The Insanity Appeal


Last July, Noor Muqaddam’s bloodied, headless corpse had, for the umpteenth time, brought the desi male privilege out in the open. That a family clearly aware of the criminal shenanigans of its spoiled son chose to look sideways as a woman was murdered in the grossest of manner possible, inside a house in the poshest suburbs of the capital, that too, smack under the nose of domestic staff was not easy on anyone’s stomach. But if what transpired last year was an awful display of ego surfeit the last few weeks have done just as incredible a job in putting on the charades for perks of wealth in a country like ours. First, Zahir Jaffer’s counsel came up with the oldest trick in the playbook: douse the victim in vilest of accusations. Choosing her hapless father to break before the court must not have been a comfortable choice for there lurks a sliver of conscience in the darkest of hearts. But the ongoing insanity appeal is, for the lack of a better word, the cherry on good boy Zahir’s much-deserved cake. For where else to run into if not the arms of a cushy mental institution, which can easily turn into a luxurious room of a five-star resort (thank you, endless wads of family money)?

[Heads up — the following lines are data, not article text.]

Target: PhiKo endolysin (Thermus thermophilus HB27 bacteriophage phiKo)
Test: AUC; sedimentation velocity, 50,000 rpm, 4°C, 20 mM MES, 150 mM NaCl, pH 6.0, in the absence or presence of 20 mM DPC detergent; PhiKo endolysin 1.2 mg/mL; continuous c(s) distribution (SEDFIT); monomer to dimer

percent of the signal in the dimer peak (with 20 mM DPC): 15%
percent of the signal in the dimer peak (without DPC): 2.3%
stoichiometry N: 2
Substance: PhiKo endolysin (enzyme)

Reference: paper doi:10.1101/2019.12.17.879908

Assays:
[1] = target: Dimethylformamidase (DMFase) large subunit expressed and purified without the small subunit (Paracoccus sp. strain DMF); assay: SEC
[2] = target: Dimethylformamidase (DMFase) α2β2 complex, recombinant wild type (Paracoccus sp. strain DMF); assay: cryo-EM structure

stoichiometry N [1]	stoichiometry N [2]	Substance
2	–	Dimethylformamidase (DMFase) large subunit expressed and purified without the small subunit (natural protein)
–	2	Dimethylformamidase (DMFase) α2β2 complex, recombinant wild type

Amid the slippery charade over a crime that could not be more visible to the eye, the court has now declared Mr Jaffer as medically fit. Meanwhile, he continues to switch from a tied-down chair to a shoddy stretched. By this rate, the accused might make his next appearance, with tubes running down his throat. His petty theatrics are only squeezing a lime on the still-raw wounds of not just Noor’s parents but the entire nation reeling from the shock. Though the judiciary is making all the right moves, the sooner it wraps up this case and pounds the gavel, the better it is for the gender crimes debate raging in all corners. We’ve had far more than our share of our second-class citizens falling upon shards of patriarchal glass scattered everywhere. The sickness that Mr Jaffar represents has to end, whether the Gordian knot takes one finger or the whole hand. With expedition.